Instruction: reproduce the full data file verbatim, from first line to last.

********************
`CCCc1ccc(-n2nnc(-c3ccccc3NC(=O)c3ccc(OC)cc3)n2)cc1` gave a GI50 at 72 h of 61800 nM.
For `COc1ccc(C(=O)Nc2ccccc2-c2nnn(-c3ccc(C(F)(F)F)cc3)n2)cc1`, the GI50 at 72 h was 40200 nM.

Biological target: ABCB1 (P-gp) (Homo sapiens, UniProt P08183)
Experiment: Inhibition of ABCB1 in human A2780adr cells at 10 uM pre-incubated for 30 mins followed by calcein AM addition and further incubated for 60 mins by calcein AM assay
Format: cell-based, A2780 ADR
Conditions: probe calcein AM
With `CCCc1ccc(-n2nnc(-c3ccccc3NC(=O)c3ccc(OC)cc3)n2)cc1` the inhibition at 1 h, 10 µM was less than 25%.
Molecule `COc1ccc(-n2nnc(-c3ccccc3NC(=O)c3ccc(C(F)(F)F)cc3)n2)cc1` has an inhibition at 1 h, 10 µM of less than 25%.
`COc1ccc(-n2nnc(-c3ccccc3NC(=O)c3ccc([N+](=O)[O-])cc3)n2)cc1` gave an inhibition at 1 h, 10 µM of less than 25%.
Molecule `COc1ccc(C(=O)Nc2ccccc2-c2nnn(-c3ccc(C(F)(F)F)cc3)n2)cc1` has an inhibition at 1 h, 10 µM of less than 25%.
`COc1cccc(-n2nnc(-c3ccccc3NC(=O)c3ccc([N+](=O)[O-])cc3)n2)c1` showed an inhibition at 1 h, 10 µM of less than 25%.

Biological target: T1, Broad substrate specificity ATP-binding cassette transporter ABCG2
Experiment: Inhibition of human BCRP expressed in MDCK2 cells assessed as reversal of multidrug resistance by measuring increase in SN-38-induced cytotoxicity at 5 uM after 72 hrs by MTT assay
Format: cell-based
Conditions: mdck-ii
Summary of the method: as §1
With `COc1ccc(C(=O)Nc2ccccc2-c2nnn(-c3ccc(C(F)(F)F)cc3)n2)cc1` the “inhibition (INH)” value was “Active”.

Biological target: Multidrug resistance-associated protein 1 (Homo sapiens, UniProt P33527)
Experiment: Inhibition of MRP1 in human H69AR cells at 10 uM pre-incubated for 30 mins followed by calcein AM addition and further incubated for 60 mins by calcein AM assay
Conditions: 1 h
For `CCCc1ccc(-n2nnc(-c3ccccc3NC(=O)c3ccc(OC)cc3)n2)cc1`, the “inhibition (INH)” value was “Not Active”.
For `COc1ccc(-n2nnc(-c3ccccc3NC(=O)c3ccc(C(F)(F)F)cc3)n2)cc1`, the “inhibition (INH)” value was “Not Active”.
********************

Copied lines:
`CCCc1ccc(-n2nnc(-c3ccccc3NC(=O)c3ccc(OC)cc3)n2)cc1` gave a GI50 at 72 h of 61800 nM.
For `COc1ccc(C(=O)Nc2ccccc2-c2nnn(-c3ccc(C(F)(F)F)cc3)n2)cc1`, the GI50 at 72 h was 40200 nM.

Biological target: ABCB1 (P-gp) (Homo sapiens, UniProt P08183)
Experiment: Inhibition of ABCB1 in human A2780adr cells at 10 uM pre-incubated for 30 mins followed by calcein AM addition and further incubated for 60 mins by calcein AM assay
Format: cell-based, A2780 ADR
Conditions: probe calcein AM
With `CCCc1ccc(-n2nnc(-c3ccccc3NC(=O)c3ccc(OC)cc3)n2)cc1` the inhibition at 1 h, 10 µM was less than 25%.
Molecule `COc1ccc(-n2nnc(-c3ccccc3NC(=O)c3ccc(C(F)(F)F)cc3)n2)cc1` has an inhibition at 1 h, 10 µM of less than 25%.
`COc1ccc(-n2nnc(-c3ccccc3NC(=O)c3ccc([N+](=O)[O-])cc3)n2)cc1` gave an inhibition at 1 h, 10 µM of less than 25%.
Molecule `COc1ccc(C(=O)Nc2ccccc2-c2nnn(-c3ccc(C(F)(F)F)cc3)n2)cc1` has an inhibition at 1 h, 10 µM of less than 25%.
`COc1cccc(-n2nnc(-c3ccccc3NC(=O)c3ccc([N+](=O)[O-])cc3)n2)c1` showed an inhibition at 1 h, 10 µM of less than 25%.

Biological target: T1, Broad substrate specificity ATP-binding cassette transporter ABCG2
Experiment: Inhibition of human BCRP expressed in MDCK2 cells assessed as reversal of multidrug resistance by measuring increase in SN-38-induced cytotoxicity at 5 uM after 72 hrs by MTT assay
Format: cell-based
Conditions: mdck-ii
Summary of the method: as §1
With `COc1ccc(C(=O)Nc2ccccc2-c2nnn(-c3ccc(C(F)(F)F)cc3)n2)cc1` the “inhibition (INH)” value was “Active”.

Biological target: Multidrug resistance-associated protein 1 (Homo sapiens, UniProt P33527)
Experiment: Inhibition of MRP1 in human H69AR cells at 10 uM pre-incubated for 30 mins followed by calcein AM addition and further incubated for 60 mins by calcein AM assay
Conditions: 1 h
For `CCCc1ccc(-n2nnc(-c3ccccc3NC(=O)c3ccc(OC)cc3)n2)cc1`, the “inhibition (INH)” value was “Not Active”.
For `COc1ccc(-n2nnc(-c3ccccc3NC(=O)c3ccc(C(F)(F)F)cc3)n2)cc1`, the “inhibition (INH)” value was “Not Active”.